Darn... another week and another poll showing Canadians are woefully under-saving toward retirement and appear to be in complete denial about the realities.
The latest is the annual RRSP survey by BMO Financial Group showing one-third of respondents will "rely heavily" on their monthly CPP benefits for their retirement. Average benefits are in the range of $600 a month, not much to live on.
Polls each year by each of the banks suggest sometimes 50 per cent of Canadians say they intend to contribute to an RRSP or that saving for retirement is their top priority, but only about 26 per cent actually make the contributions.
Last year, 31 per cent of respondents said they did not plan on contributing to either their RRSP or TFSA, and that number is likely higher this year.
As often as not, the excuse is the high cost of living and how it's impossible to save.
Well folks, I've got news for you. If you can't make ends meet with the income you've got while working, you are really going to have some trouble in retirement.
Even if you are blessed with a good pension plan, supplementing that with some TFSA and unregistered savings will make your retirement a lot more enjoyable.
For people with no pension, it's time to get serious about RRSP contributions and other forms of retirement savings, or get used to Kraft Dinner in retirement.
I realize I'm speaking to the converted with this newspaper column. Statistics (recently made up by yours truly) show people who read Dollars and Sense are much better prepared for retirement than the average Canadian and are far more successful with their financial planning.
Now I think it's time for you to help change the world. We need a widespread movement of straight-thinking consumers and investors to facilitate social change.
You can help spread the word, becoming an evangelist for responsible financial management and foresight.
Think of it: You could (gently, of course, without lecturing or proselytising) talk about how planning ahead and saving money instead of borrowing has made your life less stressful and more rewarding.
You could talk about how financial planning has helped you refine your goals and priorities and then reach those objectives.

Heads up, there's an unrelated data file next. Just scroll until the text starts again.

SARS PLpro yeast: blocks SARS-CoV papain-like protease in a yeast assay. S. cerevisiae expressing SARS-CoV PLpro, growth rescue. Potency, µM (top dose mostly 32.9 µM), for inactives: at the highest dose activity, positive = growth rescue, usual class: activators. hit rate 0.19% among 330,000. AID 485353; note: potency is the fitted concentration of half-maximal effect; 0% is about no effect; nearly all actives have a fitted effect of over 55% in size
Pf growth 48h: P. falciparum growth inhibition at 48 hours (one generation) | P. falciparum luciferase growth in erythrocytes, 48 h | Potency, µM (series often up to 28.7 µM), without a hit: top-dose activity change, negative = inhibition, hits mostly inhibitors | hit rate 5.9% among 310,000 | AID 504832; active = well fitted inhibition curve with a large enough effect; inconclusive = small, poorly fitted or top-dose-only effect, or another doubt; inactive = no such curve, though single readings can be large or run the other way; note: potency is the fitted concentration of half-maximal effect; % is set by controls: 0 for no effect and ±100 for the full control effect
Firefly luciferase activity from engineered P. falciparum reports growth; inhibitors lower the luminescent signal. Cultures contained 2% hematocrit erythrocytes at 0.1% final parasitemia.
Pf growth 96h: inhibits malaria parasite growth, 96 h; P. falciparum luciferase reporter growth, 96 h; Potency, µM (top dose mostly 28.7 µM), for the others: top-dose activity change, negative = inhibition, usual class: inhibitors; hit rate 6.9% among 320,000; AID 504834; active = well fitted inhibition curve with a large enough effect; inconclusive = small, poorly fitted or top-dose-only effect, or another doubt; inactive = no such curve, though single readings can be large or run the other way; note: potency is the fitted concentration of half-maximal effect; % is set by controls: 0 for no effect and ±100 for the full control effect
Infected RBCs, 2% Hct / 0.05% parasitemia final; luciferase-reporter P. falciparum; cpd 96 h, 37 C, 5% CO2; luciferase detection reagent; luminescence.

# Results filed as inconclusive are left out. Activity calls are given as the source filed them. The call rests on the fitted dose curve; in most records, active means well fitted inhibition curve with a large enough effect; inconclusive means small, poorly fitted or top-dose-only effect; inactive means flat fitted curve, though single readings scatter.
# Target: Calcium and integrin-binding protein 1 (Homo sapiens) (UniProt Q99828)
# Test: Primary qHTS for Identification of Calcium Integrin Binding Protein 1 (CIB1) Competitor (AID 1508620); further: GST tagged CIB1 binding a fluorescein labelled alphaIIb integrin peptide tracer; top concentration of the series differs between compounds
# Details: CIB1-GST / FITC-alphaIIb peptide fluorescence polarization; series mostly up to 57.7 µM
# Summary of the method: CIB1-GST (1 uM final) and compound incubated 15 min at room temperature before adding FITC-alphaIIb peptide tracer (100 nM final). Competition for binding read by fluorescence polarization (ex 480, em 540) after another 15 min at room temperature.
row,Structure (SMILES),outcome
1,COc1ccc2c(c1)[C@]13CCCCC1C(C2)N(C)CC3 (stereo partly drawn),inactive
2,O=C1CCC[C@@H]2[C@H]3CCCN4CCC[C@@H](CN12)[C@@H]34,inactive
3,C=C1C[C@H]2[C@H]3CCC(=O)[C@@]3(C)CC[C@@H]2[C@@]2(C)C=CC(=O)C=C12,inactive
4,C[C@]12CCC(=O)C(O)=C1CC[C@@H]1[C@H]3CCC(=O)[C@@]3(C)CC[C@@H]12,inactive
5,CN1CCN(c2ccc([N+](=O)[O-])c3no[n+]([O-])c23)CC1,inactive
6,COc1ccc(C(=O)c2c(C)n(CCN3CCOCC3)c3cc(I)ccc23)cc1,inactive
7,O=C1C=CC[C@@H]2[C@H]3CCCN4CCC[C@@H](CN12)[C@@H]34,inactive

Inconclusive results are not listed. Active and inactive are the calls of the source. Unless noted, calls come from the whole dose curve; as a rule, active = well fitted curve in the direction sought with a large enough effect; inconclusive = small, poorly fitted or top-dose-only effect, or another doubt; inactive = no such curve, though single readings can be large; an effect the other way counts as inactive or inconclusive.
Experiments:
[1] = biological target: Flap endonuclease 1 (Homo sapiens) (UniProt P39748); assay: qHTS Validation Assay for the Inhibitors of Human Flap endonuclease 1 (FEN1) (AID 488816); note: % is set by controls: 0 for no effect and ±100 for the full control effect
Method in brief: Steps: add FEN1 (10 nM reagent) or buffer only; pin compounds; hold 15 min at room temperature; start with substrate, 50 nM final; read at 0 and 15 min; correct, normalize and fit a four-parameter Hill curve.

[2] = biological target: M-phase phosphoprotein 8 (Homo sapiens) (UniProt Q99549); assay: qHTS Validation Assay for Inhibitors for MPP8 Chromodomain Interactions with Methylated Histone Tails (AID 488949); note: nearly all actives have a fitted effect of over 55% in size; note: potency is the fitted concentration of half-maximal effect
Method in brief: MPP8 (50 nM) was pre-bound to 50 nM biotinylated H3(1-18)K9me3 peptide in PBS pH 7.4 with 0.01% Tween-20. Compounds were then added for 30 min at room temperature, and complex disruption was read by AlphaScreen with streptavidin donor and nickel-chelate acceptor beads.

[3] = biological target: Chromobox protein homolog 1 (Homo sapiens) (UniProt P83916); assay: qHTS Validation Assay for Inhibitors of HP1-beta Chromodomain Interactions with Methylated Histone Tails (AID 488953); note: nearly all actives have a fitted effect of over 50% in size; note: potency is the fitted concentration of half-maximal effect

You could even chat about the amazing, positive effects of delaying gratification -- waiting for something you want, building the anticipation until you can actually pay cash for it.
You might even muse about the incredible insight you had when you realized the thing the advertisers convinced you that you absolutely must have was something you didn't actually want or need, and then you can wax eloquent about the wonderful feeling that overcame you when you instead put those savings into a cash reserve, and how that feeling changed your life and behaviour forever.
Yes, that's what people need -- some motivation and insight from their friends, family and peers. That's what will change the world in a positive way.
If you're with me so far and don't think I'm off my rocker, I'll even throw in an incentive:
The first five people who email me with an authentic-sounding story about how they motivated someone to make a positive change in their financial life will receive a free copy of my book, Managing the Bull, a great read with insights about detecting and deflecting the crap in personal finance.
So don't wait for the warm weather, do it now!
Dollars and Sense is meant as an introduction to this topic and should not in any way be construed as a replacement for personalized professional advice.
David Christianson, BA, CFP, R.F.P., TEP, is a financial planner and advisor with Christianson Wealth Advisors, a vice-president with National Bank Financial Wealth Management, and author of the book Managing the Bull, A No-Nonsense Guide to Personal Finance.